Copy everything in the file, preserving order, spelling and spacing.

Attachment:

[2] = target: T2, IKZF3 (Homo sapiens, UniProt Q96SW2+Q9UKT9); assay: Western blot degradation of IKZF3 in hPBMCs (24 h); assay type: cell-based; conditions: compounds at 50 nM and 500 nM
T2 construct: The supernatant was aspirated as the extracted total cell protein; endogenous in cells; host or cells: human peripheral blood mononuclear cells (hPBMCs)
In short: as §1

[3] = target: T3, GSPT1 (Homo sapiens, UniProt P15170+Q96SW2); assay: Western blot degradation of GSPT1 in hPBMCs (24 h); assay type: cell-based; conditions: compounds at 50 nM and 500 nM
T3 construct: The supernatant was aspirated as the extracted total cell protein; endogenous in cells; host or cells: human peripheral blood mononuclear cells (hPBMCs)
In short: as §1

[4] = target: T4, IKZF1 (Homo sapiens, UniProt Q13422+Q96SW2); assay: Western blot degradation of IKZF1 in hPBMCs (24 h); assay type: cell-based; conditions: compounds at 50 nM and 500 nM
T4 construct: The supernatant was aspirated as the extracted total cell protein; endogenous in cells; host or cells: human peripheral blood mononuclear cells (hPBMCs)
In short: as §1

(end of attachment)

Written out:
[2] = target: T2, IKZF3 (Homo sapiens, UniProt Q96SW2+Q9UKT9); assay: Western blot degradation of IKZF3 in hPBMCs (24 h); assay type: cell-based; conditions: compounds at 50 nM and 500 nM
T2 construct: The supernatant was aspirated as the extracted total cell protein; endogenous in cells; host or cells: human peripheral blood mononuclear cells (hPBMCs)
In short: as §1

[3] = target: T3, GSPT1 (Homo sapiens, UniProt P15170+Q96SW2); assay: Western blot degradation of GSPT1 in hPBMCs (24 h); assay type: cell-based; conditions: compounds at 50 nM and 500 nM
T3 construct: The supernatant was aspirated as the extracted total cell protein; endogenous in cells; host or cells: human peripheral blood mononuclear cells (hPBMCs)
In short: as §1

[4] = target: T4, IKZF1 (Homo sapiens, UniProt Q13422+Q96SW2); assay: Western blot degradation of IKZF1 in hPBMCs (24 h); assay type: cell-based; conditions: compounds at 50 nM and 500 nM
T4 construct: The supernatant was aspirated as the extracted total cell protein; endogenous in cells; host or cells: human peripheral blood mononuclear cells (hPBMCs)
In short: as §1